Hope Against Hope (inbunden)
Fler böcker inom
Inbunden (Hardback)
Antal sidor
Everyman's Library
Max Hayward
33 x 208 x 126 mm
620 g

Hope Against Hope

Inbunden,  Ryska, 2023-10-05
  • Skickas från oss inom 2-5 vardagar.
  • Fri frakt över 249 kr för privatkunder i Sverige.
A harrowing yet uplifting account of Stalin's persecution of the Russian intelligentsia in the 1930s, and of one man - Osip Mandelstam (1891-1938), whose poetry, in spite of the unfolding tragedy of his life, preserved its unique creative gaiety. Nadezhda and Osip Mandelstam married in 1922. Nadezhda's memoir covers their last four years together. She begins in Moscow in May 1934 with the knock on the door at one o'clock in the morning, and her husband's arrest by the secret police for composing a satire of Stalin. She tells of his imprisonment, interrogation and exile to the Urals, where she accompanied him, and where he wrote his last great poems; his release and return to Moscow, only to be entrapped, rearrested and sentenced to hard labour in Siberia; of her own efforts to secure his release and to save his manuscripts (and to memorize all his poems in case she could not); of her discovery of the truth about his death in a transit camp near Vladivostock. For all its grim subject matter, it is a story of courage in adversity, and even humour finds a place. Nadezhda means 'hope' in Russian, and Hope against Hope is one of the greatest testaments to the value of literature and imaginative freedom ever written. It is also a love story that relates the daily struggle to keep both love and art alive in the most desperate circumstances. After years of circulating secretly in the Soviet Union it was published in the West in 1970, and has since achieved the status of a classic.
Visa hela texten

Passar bra ihop

  1. Hope Against Hope
  2. +
  3. Nikolai Gogol

De som köpt den här boken har ofta också köpt Nikolai Gogol av Vladimir Nabokov (häftad).

Köp båda 2 för 333 kr


Har du läst boken? Sätt ditt betyg »

Fler böcker av Nadezhda Mandelstam

  • Hope Abandoned

    Nadezhda Mandelstam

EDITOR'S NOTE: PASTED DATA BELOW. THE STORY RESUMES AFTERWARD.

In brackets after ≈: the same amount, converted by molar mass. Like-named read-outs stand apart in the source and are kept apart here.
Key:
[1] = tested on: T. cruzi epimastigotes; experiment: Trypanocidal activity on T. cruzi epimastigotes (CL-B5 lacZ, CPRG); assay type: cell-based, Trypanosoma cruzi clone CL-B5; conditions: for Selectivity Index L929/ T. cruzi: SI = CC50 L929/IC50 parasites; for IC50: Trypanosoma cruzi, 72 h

Hope Against Hope recounted the last four years in the life of the great Russian poet, Osip Mandelstam, and gave a hair-raising account of Stalin's terror. Hope Abandoned complements that earlier masterpiece, and in it Nadezhda Mandelstam des...

Recensioner i media

Nothing one can say will either communicate or affect the genius of this book. To pass judgment on it is almost insolence - even judgment that is merely celebration and. homage -- George Steiner * The New Yorker * The witnesses to living on an edge under the tyrant are now many; none, not even Solzhenitsyn, has written better. -- Doris Lessing Hope against Hope puts [Mandelstam] at the centre of the liberal resistance under the Soviet Union. A masterpiece of prose as well as a model of bilgraphical narrative and social analysis. -- Clive James A Day of Judgment on earth for her age and its literature -- Joseph Brodsky

Övrig information

Nadezhda Mandelstam (Author) Nadezhda Yakovlevna Mandelstam was born in Saratov in 1899, but spent her early life in Kiev, studying art and travelling widely in Western Europe. She learned English, French and German fluently enough to undertake extensive translation work, which supported her in the hard years ahead. She met the poet Osip Mandelstam in Kiev in 1919, and they married in 1922. From then until Osip's death, her life was so inextricably linked with her husband's that without her extraordinary courage and fortitude most of his work would have died with him. She spent the Second World War in Tashkent, teaching English and sharing a house with her close friend the poet Anna Akhmatova. After the war she led an inconspicuous existence as a teacher of English in remote provincial towns. In 1964 she was granted permission to return to Moscow, where she began to write her memoir of the life she had shared with one of the greatest Russian poets of the twentieth century, and where she continued to preserve his works and his memory in the face of official disapproval. Nadezhda means 'hope' in Russian, and she herself chose the English titles for her two-volume memoirs. She died in 1980.